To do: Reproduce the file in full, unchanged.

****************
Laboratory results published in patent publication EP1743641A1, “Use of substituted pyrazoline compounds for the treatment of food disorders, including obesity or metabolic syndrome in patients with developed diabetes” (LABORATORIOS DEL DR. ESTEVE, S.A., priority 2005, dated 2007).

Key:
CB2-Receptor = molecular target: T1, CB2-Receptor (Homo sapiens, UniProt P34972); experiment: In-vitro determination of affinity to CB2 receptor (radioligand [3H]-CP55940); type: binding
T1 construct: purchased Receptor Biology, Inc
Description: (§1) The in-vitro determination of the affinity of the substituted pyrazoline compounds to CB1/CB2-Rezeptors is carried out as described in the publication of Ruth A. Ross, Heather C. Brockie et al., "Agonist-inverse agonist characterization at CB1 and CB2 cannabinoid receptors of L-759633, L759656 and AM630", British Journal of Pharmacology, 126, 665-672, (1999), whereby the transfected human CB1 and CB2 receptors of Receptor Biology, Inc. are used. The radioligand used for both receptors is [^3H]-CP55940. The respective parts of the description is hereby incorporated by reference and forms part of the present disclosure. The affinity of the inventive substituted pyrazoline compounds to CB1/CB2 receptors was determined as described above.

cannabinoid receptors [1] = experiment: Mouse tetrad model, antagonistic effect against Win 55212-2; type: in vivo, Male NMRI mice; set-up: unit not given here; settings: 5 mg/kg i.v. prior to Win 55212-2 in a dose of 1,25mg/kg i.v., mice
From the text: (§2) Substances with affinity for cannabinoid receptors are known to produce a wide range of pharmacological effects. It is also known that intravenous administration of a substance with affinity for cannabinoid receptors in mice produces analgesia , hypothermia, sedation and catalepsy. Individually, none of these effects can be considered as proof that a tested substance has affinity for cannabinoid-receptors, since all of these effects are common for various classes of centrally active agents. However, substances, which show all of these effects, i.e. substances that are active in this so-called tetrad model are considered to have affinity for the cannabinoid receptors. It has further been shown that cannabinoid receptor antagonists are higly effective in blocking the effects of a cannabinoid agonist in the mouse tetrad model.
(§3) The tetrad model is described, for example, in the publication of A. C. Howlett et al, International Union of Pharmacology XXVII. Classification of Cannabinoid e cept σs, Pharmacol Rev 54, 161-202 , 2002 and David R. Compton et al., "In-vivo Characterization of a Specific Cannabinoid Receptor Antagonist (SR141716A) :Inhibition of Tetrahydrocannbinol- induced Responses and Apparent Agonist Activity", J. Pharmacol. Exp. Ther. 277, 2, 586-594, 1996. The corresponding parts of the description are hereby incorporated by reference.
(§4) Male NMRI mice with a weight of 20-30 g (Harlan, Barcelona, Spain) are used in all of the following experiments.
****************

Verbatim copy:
Laboratory results published in patent publication EP1743641A1, “Use of substituted pyrazoline compounds for the treatment of food disorders, including obesity or metabolic syndrome in patients with developed diabetes” (LABORATORIOS DEL DR. ESTEVE, S.A., priority 2005, dated 2007).

Key:
CB2-Receptor = molecular target: T1, CB2-Receptor (Homo sapiens, UniProt P34972); experiment: In-vitro determination of affinity to CB2 receptor (radioligand [3H]-CP55940); type: binding
T1 construct: purchased Receptor Biology, Inc
Description: (§1) The in-vitro determination of the affinity of the substituted pyrazoline compounds to CB1/CB2-Rezeptors is carried out as described in the publication of Ruth A. Ross, Heather C. Brockie et al., "Agonist-inverse agonist characterization at CB1 and CB2 cannabinoid receptors of L-759633, L759656 and AM630", British Journal of Pharmacology, 126, 665-672, (1999), whereby the transfected human CB1 and CB2 receptors of Receptor Biology, Inc. are used. The radioligand used for both receptors is [^3H]-CP55940. The respective parts of the description is hereby incorporated by reference and forms part of the present disclosure. The affinity of the inventive substituted pyrazoline compounds to CB1/CB2 receptors was determined as described above.

cannabinoid receptors [1] = experiment: Mouse tetrad model, antagonistic effect against Win 55212-2; type: in vivo, Male NMRI mice; set-up: unit not given here; settings: 5 mg/kg i.v. prior to Win 55212-2 in a dose of 1,25mg/kg i.v., mice
From the text: (§2) Substances with affinity for cannabinoid receptors are known to produce a wide range of pharmacological effects. It is also known that intravenous administration of a substance with affinity for cannabinoid receptors in mice produces analgesia , hypothermia, sedation and catalepsy. Individually, none of these effects can be considered as proof that a tested substance has affinity for cannabinoid-receptors, since all of these effects are common for various classes of centrally active agents. However, substances, which show all of these effects, i.e. substances that are active in this so-called tetrad model are considered to have affinity for the cannabinoid receptors. It has further been shown that cannabinoid receptor antagonists are higly effective in blocking the effects of a cannabinoid agonist in the mouse tetrad model.
(§3) The tetrad model is described, for example, in the publication of A. C. Howlett et al, International Union of Pharmacology XXVII. Classification of Cannabinoid e cept σs, Pharmacol Rev 54, 161-202 , 2002 and David R. Compton et al., "In-vivo Characterization of a Specific Cannabinoid Receptor Antagonist (SR141716A) :Inhibition of Tetrahydrocannbinol- induced Responses and Apparent Agonist Activity", J. Pharmacol. Exp. Ther. 277, 2, 586-594, 1996. The corresponding parts of the description are hereby incorporated by reference.
(§4) Male NMRI mice with a weight of 20-30 g (Harlan, Barcelona, Spain) are used in all of the following experiments.